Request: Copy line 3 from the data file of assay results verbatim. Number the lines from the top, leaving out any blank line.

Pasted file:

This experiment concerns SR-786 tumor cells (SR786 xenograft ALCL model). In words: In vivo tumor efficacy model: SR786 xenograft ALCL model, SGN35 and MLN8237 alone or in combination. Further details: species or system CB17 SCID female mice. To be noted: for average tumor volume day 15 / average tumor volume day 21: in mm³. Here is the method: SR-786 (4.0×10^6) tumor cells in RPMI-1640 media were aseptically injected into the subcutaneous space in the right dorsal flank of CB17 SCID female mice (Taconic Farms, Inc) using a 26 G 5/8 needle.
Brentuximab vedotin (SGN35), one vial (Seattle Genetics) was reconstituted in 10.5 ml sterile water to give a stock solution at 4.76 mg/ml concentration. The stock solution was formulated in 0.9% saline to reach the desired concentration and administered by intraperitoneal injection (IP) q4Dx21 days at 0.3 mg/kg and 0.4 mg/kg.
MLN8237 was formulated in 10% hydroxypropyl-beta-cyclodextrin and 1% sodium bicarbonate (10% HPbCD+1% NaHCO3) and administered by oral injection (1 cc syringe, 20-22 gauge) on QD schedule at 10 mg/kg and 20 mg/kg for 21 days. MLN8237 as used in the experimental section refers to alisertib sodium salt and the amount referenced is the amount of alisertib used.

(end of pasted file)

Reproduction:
MLN8237 was formulated in 10% hydroxypropyl-beta-cyclodextrin and 1% sodium bicarbonate (10% HPbCD+1% NaHCO3) and administered by oral injection (1 cc syringe, 20-22 gauge) on QD schedule at 10 mg/kg and 20 mg/kg for 21 days. MLN8237 as used in the experimental section refers to alisertib sodium salt and the amount referenced is the amount of alisertib used.